Three nationally recognized poets will bring their tour of the Pacific Northwest to the Bainbridge Island Museum of Art at 7 p.m. Sunday, March 24.
At “Spring Into Words,” Geffrey Davis, Keetje Kuipers, and Erika Meitner will read poems from their newest collections, which share their fresh perspectives on everything from fly fishing and Walmart shopping to gun violence and a complicated love for one’s country.
Keetje Kuipers, an island resident, will kick things off by reading from her new book, “All Its Charms.”
The book chronicles her decision to become a single mother by choice, and her marriage to the woman she loved.
“These are poems that do their work in that tense space between the private lives we strive for, where we are working to create a loving world in which to raise our children, and the shared realities we face each time we check the news on our phones; a planet on the brink of environmental catastrophe and a country that has turned its back when it should be throwing open its arms,” said Kuipers, senior editor at the Seattle-based literary journal Poetry Northwest.
“None of us is alone in this tightrope that we walk. These are fraught times, and sometimes only a poem can make sense of them.”
“All Its Charms” has been widely and highly praised.
“Keetje Kuipers’s poems are daring, formally beautiful, and driven by rich imagery and startling ideas,” said U.S. Poet Laureate Tracy K. Smith.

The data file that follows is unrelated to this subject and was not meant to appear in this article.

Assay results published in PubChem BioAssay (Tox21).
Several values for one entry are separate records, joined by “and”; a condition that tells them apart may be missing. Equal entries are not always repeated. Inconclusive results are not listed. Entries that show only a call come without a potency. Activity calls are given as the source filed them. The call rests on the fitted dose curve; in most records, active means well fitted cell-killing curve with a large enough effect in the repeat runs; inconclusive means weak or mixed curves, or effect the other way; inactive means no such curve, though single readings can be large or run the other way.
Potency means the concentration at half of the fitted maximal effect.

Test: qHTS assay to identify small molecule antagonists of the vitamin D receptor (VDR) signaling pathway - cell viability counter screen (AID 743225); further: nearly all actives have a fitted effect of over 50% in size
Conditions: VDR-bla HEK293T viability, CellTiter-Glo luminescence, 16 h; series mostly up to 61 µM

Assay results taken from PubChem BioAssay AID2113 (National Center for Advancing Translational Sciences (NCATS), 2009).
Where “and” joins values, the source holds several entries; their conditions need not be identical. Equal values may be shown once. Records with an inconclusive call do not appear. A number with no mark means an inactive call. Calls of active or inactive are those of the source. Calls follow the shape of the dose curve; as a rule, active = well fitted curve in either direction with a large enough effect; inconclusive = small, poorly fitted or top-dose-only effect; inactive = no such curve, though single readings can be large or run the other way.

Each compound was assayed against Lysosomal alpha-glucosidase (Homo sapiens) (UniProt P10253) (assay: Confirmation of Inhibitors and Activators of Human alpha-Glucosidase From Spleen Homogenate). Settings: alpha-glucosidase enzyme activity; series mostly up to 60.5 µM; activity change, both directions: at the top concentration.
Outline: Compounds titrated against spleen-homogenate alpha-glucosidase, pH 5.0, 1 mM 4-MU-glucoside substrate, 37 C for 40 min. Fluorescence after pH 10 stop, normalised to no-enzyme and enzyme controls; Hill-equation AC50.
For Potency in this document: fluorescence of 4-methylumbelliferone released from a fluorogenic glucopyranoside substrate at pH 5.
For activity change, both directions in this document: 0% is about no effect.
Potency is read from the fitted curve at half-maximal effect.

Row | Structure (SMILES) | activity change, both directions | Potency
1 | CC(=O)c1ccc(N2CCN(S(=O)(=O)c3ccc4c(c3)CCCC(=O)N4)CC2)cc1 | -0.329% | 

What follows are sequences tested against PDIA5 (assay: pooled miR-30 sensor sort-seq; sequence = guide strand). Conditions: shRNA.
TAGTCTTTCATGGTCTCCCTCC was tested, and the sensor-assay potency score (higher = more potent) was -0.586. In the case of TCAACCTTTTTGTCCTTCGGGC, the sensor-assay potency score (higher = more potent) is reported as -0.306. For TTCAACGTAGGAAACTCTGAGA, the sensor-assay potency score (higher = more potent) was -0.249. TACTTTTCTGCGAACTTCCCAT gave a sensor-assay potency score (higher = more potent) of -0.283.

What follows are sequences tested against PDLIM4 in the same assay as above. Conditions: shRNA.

Kuipers is the author of three books of poetry. Her work has been published in more than 100 magazines, including in both The Pushcart Prize and Best American Poetry anthologies, read on “The Writer’s Almanac,” and honored with a Wallace Stegner fellowship, Bread Loaf fellowship, and the Margery Davis Boyden Wilderness Writing Residency.
Tickets are available now; $7 for BIMA members and $10 for non-members. To purchase visit www.biartmuseum.org.
Davis’ new book “Night Angler” won the 2018 James Laughlin Award from the Academy of American Poets and reads as an evolving love letter and meditation on what it means to raise an American family.
In poems of deep gratitude and wonder, Davis delivers a heart-strong prayer for the messy success of breaking through trauma to create new models of fatherhood.
“This is the book I want to give to all the parents in my life so they can see their own struggles and songs and be reminded that the lessons we offer our children are often the ones we need most,” said poet Traci Brimhall of “Night Angler.”
Meitner’s latest book, “Holy Moly Carry Me,” won the 2018 Jewish Book Award and is a finalist for a National Book Critics Circle Award, and takes readers into the heart of Appalachia — its highways and strip malls, its fragility and danger — and wrestles with racial tensions, religious identity, gun violence, raising children, and the anxieties of life in the 21st century.
“Meitner’s poems hit the perfect note between light and dark, the whimsical and the tragic,” said National Book Critics Circle member Anjali Enjeti.